In keeping with SAMHIN’s mission of greater dialogue on mental health in the South Asian community and to highlight the important work of others in this area, we invited Sasha Samra, an aspiring lawyer and strong advocate of mental health, to share her thoughts on how culture and religion can be confused.
Religion and culture are two things that often get misconstrued in traditional South Asian communities. While both influence and shape our values, beliefs, and practices, it is essential to understand the difference between the two. Religion can be defined as an individual’s relationship with God. On the other hand, culture is a collection of knowledge and values shared by society.
In South Asian communities, cultural practices and religious beliefs are so intertwined that it is challenging to distinguish one from the other. For example, practices like arranged marriages, dowry, and joint family systems are part of the cultural fabric of South Asian societies. They are still often attributed to religious teachings, which is wrong.
The issue is made worse by the lack of knowledge and understanding of religion and culture. Individuals frequently adhere to cultural customs without considering where they came from because they believe them to be religious laws. For instance, the caste system, which has a solid cultural foundation in South Asian civilizations, has been misconstrued as Hindu teaching.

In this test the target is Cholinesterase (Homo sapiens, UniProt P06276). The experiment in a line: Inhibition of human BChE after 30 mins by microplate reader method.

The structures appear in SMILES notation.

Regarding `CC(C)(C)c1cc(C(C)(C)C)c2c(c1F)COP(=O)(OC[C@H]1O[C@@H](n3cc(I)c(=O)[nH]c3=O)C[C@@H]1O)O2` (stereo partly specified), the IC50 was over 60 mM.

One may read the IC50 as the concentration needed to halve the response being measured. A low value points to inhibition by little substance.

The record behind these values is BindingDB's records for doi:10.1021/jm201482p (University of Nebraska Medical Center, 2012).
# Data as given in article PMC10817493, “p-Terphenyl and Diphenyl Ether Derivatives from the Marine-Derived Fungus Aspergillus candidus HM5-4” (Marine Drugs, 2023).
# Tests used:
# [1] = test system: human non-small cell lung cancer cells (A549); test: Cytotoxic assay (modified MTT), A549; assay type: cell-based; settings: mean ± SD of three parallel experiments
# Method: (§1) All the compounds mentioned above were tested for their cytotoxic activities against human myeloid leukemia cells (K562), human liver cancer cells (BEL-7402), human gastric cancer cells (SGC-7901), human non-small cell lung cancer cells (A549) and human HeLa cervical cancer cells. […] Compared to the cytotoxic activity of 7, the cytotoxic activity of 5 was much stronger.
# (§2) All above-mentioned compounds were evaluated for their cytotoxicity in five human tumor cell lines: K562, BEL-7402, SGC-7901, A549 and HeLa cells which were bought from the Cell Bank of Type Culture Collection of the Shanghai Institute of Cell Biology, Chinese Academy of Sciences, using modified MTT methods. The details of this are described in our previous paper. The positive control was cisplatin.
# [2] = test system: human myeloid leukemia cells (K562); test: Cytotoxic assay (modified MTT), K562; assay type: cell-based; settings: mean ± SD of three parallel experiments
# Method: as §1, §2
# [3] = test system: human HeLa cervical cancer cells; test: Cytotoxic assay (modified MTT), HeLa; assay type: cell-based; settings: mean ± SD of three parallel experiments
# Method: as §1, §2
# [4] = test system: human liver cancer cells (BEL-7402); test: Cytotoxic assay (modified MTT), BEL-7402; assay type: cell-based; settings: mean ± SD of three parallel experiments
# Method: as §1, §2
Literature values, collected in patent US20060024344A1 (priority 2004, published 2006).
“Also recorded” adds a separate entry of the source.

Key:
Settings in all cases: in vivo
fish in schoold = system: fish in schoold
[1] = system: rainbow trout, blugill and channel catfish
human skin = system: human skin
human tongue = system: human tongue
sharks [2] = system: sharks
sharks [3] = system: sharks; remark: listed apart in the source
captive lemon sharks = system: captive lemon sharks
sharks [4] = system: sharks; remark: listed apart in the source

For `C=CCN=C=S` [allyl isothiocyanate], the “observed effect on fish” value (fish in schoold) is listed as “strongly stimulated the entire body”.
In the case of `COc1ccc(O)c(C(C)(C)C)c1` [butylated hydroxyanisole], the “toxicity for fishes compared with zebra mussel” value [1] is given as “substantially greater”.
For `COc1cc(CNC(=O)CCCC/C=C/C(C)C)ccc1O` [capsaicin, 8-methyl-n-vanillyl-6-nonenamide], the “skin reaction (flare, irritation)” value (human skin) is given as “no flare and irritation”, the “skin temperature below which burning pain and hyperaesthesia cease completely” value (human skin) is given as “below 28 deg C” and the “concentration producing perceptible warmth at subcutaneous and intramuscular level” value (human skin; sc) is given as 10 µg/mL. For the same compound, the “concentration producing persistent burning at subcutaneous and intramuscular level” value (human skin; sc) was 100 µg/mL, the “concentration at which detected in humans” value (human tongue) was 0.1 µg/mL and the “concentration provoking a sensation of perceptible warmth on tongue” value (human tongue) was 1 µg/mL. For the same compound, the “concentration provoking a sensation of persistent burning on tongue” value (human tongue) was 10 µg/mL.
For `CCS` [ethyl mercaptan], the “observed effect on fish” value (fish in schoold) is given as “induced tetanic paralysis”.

There are significant ramifications when culture and religion are confused. It may result in the continuation of negative behaviors and prejudice against marginalized communities. Female genital mutilation, which is common in several South Asian cultures, is not based on any religion but rather on cultural ideals of female chastity and purity.
As I grew older, I realized that this is not about religion. All religion teaches us is to exercise love, compassion, forgiveness, and overall to be good. We cannot blame cultural perspectives on our religious views. To address the issue, it is crucial to educate people about the differences between culture and religion and promote critical thinking and questioning of traditional practices. Religious leaders can play a vital role in this by emphasizing the core teachings of their faith and distinguishing them from cultural practices.
By Sasha Samra
Tax Paralegal at Pearl Cohen and future law student.
What are your thoughts on this?